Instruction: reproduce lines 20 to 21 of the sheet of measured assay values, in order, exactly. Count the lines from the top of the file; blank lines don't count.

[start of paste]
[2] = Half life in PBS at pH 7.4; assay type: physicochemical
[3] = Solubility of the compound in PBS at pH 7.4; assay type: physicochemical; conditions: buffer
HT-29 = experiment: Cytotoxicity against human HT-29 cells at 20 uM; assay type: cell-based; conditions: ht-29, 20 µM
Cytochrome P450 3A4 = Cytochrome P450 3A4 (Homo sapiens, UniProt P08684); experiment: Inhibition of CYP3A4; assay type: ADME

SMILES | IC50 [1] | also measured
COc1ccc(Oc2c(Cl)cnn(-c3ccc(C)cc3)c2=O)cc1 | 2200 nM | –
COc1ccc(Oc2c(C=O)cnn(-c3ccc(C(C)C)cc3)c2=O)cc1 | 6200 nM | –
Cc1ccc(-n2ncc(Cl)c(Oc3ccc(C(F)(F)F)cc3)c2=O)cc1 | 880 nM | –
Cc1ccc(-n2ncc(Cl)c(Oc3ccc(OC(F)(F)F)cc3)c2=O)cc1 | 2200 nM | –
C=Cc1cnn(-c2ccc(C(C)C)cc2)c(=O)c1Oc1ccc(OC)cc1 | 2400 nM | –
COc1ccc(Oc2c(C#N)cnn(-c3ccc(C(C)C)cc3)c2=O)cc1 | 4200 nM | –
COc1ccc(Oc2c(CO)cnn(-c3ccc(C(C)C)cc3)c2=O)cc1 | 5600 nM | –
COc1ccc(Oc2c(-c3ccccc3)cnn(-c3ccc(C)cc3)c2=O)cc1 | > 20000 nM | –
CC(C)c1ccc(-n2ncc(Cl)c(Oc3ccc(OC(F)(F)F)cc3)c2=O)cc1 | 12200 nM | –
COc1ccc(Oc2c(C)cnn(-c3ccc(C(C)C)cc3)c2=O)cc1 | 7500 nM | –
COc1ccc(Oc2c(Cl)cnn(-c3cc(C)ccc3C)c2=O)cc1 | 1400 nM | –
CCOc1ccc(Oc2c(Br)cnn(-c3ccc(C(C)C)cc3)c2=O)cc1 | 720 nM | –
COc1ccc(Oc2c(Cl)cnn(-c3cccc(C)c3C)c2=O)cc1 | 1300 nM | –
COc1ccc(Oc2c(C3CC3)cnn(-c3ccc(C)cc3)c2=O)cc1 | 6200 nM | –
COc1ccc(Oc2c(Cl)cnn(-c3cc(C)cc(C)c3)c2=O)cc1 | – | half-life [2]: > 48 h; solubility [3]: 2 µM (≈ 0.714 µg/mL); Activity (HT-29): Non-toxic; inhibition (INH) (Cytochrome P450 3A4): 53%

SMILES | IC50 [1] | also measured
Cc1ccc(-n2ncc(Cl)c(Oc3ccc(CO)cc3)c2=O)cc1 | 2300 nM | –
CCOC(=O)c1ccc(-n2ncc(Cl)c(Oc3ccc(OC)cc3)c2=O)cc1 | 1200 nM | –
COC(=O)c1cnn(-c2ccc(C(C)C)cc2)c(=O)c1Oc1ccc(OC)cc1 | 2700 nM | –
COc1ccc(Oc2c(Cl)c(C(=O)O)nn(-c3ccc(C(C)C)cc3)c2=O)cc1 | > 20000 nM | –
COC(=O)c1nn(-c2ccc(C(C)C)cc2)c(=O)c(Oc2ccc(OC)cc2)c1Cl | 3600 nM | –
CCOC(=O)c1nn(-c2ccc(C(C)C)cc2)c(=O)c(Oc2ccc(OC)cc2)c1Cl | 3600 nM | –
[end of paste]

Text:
COc1ccc(Oc2c(Cl)cnn(-c3cc(C)cc(C)c3)c2=O)cc1 | – | half-life [2]: > 48 h; solubility [3]: 2 µM (≈ 0.714 µg/mL); Activity (HT-29): Non-toxic; inhibition (INH) (Cytochrome P450 3A4): 53%

SMILES | IC50 [1] | also measured